[FFmpeg-devel] PATCH: allow load_input_picture, load_input_picture to be architecture dependent
Tue Jul 24 20:08:25 CEST 2007
On 7/23/07, Michael Niedermayer <michaelni at gmx.at> wrote:
> On Mon, Jul 23, 2007 at 06:06:23PM -0400, Robin Getz wrote:
> > On Thu 19 Jul 2007 09:11, Michael Niedermayer pondered:
> > > On Thu, Jul 19, 2007 at 07:35:55AM -0400, Marc Hoffman wrote:
> > > > We would be me ++ folks using Blackfin in real systems that are
> > > > waiting for better system performance.
> > >
> > > doing the copy in the background like you originally did requires
> > > a few more modifications than you did, that is you would have to add
> > > checks to several points so that we dont read the buffer before the
> > > specfic part has been copied, this sounds quite hackish and iam not
> > > happy about it
> > architecture specific optimisations are never a happy thing.
> no, most of them are clean and well seperated but this dma memcpy thing
> is a mess and has no chance to reach svn unless someone shows first that
> all alternatives are worse (benchmarks absolutely required)
> alternatives are, using the preserve flag and changing ffmpeg.c
> and doing the dma copy but wait until its done
I have been thinking along these lines for the input image used in the
mpegvideo encode process. The patch would be pretty clean but we would
incurr a frame delay for it to work correctly. When I get the data in a
easily reviewable format I will provide it to you. I don't think Blackfin
is the only processor which would benifit from this type of system
if these 2 are slower than a correct implementation with all the needed
> checks and locks in place than we can see if the gain (seen in the
> benchmark) is worth the mess (seen in the patch)
> > I would think that with the proper defines
> > #ifdef USE_NONBLOCKINGCPY
> > #extern non_blocking_memcpy(void *dest, const void *src, size_t n);
> > #extern non_blocking_memcpy_done(void *dest);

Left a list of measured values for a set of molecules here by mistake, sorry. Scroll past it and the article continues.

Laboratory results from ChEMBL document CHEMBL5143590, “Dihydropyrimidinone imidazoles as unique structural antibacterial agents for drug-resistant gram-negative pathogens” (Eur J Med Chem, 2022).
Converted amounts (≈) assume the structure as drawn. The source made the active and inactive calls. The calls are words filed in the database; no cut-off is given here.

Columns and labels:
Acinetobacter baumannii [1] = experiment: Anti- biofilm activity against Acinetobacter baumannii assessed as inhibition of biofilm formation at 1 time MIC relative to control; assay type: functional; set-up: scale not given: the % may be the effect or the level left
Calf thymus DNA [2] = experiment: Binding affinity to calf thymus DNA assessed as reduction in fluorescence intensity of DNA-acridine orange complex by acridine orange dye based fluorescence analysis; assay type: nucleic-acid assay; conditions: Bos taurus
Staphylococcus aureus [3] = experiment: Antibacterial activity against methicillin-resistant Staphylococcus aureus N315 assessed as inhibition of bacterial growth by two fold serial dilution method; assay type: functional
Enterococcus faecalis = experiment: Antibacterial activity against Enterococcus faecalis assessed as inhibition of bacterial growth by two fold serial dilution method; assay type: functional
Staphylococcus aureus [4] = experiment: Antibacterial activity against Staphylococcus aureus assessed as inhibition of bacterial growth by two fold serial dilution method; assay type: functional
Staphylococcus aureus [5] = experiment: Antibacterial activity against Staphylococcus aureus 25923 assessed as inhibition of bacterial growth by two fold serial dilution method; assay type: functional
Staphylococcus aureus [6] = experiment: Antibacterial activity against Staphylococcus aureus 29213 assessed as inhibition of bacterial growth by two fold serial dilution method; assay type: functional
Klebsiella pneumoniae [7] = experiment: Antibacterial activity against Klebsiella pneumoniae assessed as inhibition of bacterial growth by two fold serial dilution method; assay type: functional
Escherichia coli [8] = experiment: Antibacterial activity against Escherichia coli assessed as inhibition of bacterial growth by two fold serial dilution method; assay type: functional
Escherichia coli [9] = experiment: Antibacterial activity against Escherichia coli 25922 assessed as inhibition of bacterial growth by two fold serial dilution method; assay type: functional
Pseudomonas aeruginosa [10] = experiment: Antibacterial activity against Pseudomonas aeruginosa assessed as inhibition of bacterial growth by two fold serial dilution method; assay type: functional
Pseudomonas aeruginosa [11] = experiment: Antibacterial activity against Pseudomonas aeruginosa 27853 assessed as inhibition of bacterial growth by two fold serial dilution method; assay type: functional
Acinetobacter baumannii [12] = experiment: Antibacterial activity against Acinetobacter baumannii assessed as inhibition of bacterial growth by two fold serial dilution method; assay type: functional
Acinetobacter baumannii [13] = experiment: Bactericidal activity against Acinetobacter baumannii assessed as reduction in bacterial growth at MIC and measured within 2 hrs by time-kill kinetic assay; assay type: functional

> > #else
> > #define non_blocking_memcpy(dest, src, n) memcpy(dest, src, n)
> > #define non_blocking_memcpy_done
> > #endif
> > it could be made less "hackish" - and still provide the optimisation.
> the buffer is immedeatly needed after the copy, its just not the whole
> buffer which is, its rather used from top to bottom so with
> spin locks or equivalent placed all over the place and some way to figure
> out how much has been copied its possible
> also you could change the code more significantly to make the memcpy +
> done possible but it would add 1 frame delay and as said require some
> all in all i do not think this is wroth it ...
I'm looking at the mpeg encoder right now, specifically these functions.
which seem like relatively easy places to make the adjustment in a way that
is not too convoluted. I'm also thinking I would like to add to the dsp
specifics the memory move primitives which might even include padding
optimizations. This is all very blue sky right now, I have a few other
things I need to finish up before circling back to this particular issue.
> > > is mpeg4 encoding speed on blackfin really that important?
> > There are lots of people waiting for it to get better than it is. (Like
> > > cant you just optimize memcpy() in a compatible non background way?
> > memcpy is already as optimized as it can be
> > - it is already in assembly
> > - doing int (32-bit) copies when possible.
> > - The loop comes down to:
> > MNOP || [P0++] = R3 || R3 = [I1++];
> > Which is a read/write in a single instruction cycle (if things are
> > in cache). This coupled with zero overhead hardware loops makes
> > as fast as they can be.
> > The things that slow this down are cache misses, cache flushes, external
> > memory page open/close - things you can't avoid. If we could be doing
> > at the same time - it could make up for some of these stalls.
> it should be faster to read several and then write several things instead
> of read 1 write it, read next write it, ...
This does 4 samples at a time, and the memory system brings 32bytes at a
wack into the L1 caches. It doesn't matter if we moved the data byte wise
or in quads the problem is not here its in moving the data from external to
internal memory. Now we have some nice tools for working around this on the
Blackfin one of them is this 2d DMA engine which can be thought of as a
separate processor who can rearrange and move data samples around in the
background. I would like to and haven't done so yet do some benchmark
analysis as Michael points out. The load_input_picture, and
select_input_picture API's would be I think the right place to take
advantage of this type of architectural feature.
also you can do the memcpy() with the DMA thing, you just have to wait for
> it to finish before returning
Yeah this does make things a little a faster but its very far from optimial.
More information about the ffmpeg-devel